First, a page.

BYRAM TOWNSHIP, NJ - The 2013 proposed municipal budget was presented to the public at the recent township council meeting.
“Tonight’s meeting is for the council to ask any questions,” said Township Administrator Joseph Sabatini. “We are keeping the fund balance flat for next year.”
According to the 2013 Municipal Budget Message, “Municipalities are required by law to adopt balance budgets. Also, municipalities are obligated to the 2010 Cap Law (Levy Cap) that amended the 2007 cap to a two percent (2 percent) cap and modified exclusions. The general exclusions include: Increases in debt service and capital expenditures, weather and other ‘declared’ emergencies, pension contributions in excess of two percent, health benefit cost increases in excess of two percent and limited by the increase in State, health benefit increase (9.2 percent for 2013).”
The public and private revenues in the proposed budget for 2013 are as follows:
Current property taxes increased from 74.85 percent in 2012 to 75.39 percent, miscellaneous revenues decreased from 10.04 percent in 2012 to 9.77 percent, surplus decreased by 11.86 percent in 2012 to 11.66 percent, and delinquent taxes decreased from 3.25 percent in 2012 to 3.19 percent.
The fund balance as of December 31, 2012 totaled $1,940,138.44.
The message indicates the amount of Fund Balance committed to the 2013 budget is $1,240,102 (11.66% of total revenues) leaving a balance of $700,036.44.
According to the proposal, in 2012, the Township had one-time occurrences that supported the regeneration of fund balance increases of reserve balances.
Sources of One-Time Occurrences include:
- Miscellaneous Restitution (FEMA): $110,072.80 - 2011 storms
- Other Miscellaneous Revenues (NJHIF Dividend): $42,065.57
- One-Time Interfund: $161,943.78 ($150,000 Special Emergency Note charged to operations)
- Cancellation of Accounts Payable (2008): $44,291.31
Increases of Reserve Balances:
- The Township had a pay down of Sick and Vacation Leave Reserve in 2012 of $212,156.60 (two officers retired December 31, 2013 requiring payout for unused sick time, comp time and vacation = $196,318.35).
- The State of New Jersey Best Practice Initiatives expect the municipality to reserve at least the average of snow removal expenses incurred over a minimum of three years. The Township was able to increase the Snow Removal reserve $43,844.44 for a total of $118,844,44 but still falls significantly short of the yearly average (minimally $231,000).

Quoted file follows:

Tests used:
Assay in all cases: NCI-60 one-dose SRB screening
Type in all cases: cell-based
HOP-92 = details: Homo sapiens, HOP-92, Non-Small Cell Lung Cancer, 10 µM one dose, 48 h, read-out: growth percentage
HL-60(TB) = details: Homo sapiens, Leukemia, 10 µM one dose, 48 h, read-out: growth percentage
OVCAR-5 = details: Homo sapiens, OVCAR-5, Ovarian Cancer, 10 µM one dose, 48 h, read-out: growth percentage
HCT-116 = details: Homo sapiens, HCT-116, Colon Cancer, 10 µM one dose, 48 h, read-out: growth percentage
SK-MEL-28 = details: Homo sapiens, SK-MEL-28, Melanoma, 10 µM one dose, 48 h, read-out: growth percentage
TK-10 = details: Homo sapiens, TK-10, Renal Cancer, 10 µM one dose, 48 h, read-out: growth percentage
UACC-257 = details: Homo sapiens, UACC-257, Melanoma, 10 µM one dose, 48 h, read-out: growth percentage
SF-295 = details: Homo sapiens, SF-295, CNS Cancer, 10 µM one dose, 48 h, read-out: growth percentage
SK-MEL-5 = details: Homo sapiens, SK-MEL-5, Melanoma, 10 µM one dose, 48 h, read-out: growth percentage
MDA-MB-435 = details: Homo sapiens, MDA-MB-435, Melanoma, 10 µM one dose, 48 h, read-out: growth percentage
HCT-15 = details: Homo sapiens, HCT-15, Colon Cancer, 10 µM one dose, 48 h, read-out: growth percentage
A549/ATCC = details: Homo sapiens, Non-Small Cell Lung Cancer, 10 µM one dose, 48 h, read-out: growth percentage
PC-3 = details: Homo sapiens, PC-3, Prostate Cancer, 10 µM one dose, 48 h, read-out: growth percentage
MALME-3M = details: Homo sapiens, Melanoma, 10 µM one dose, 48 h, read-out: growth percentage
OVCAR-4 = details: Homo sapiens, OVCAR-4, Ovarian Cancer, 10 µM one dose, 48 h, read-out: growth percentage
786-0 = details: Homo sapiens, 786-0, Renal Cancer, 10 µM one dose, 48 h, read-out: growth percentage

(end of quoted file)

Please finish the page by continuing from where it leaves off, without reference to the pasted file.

The appropriations for the Township are as follows:
Utilities decreased 15 percent ($4,500), statutory expenditures (pensions) increased 6.58 percent ($52,203), group insurance increased 12.99 percent ($198,873), workers compensation and general liability increased 2.53 percent (+$6,579), solid waste decreased 4.63 percent (-$32,500), Musconetcong sewer fees decreased 28.99 percent (-$20,000), debt service increased 2.72 percent (+$10,805), Capital Improvement Fund increased 132.14 percent (+$74,000).
The proposal states, “The 2013 Municipal budget calls for an estimated municipal rate increase of .862 for each $100 of assessed value using the valuation of $930,211,700. This increase represents an estimated $59.02 annual municipal tax increase for the average assessed home of $253,116.”
A table was put together to show the summary for the 2013 tax rate.
The average assessed home is $253,116, the tax rate is .862, municipal taxes are $2,181.86 showing the $59.02 tax increase, open space taxes of $30.37 with a $2.54 increase, and the total municipal taxes showing $2,212.23 with a $61.56 increase.
The cap base for 2013 is 3.5 percent and is used to establish the Cap bank which is “the banking of any unappropriated balance. Cap bank balances from 2011 and 2012 are available for use in 2013.”
Councilman Carlos Luaces was mostly concerned with being under the two percent.
Luaces stated he had a lot of confidence in the township broker, Frank Cavelli, to get a lower quote for employee health insurance.
‘I don’t understand why this wasn’t brought up at the budget meetings,” said councilman Scott Olson.
Luaces had stated that he was working, and could not make the meeting.
Olson and councilwoman Marie Raffay, also the acting deputy mayor filling in for mayor Jim Oscovitch who was absent, had clarified there were four workshop sessions held since August 2012.
Luaces had compared Byram Township to Vernon Township, which have recently shown in their 2013 budget, a decrease in taxes for the second year in a row.
“It has been a tremendous effort going out for quotes in the beginning of this year. Our problem is our census,” stated Sabatini, in regard to the township being a different population from Vernon’s.
The summary of the proposed budget reads, “The challenge with this budget and future budgets is to be able to maintain the same level of services for the Township residents while costs continue to increase, the growth of the Township’s ratable base remains restricted. State Aid is reduced and miscellaneous revenues decrease. As references in the list of appropriations with significant increases, most of the expenses are beyond the direct control of the Township.
The 2013 municipal budget, as presented, maintains current service levels that residents have come to expect which adds to the quality of life for all taxpayers in Byram.”
Afterwards, a citizen addressed the council, “The summary was depressing and has been for the past few years.”
A public meeting for the adoption of the budget will be presented at the next April 9 township council meeting.
In other business:
Former mayor Skip Danielson, who regularly attends the town council meetings, had a heart attack last week, which he is currently being hospitalized for. The council wished all the best for Danielson and his family.
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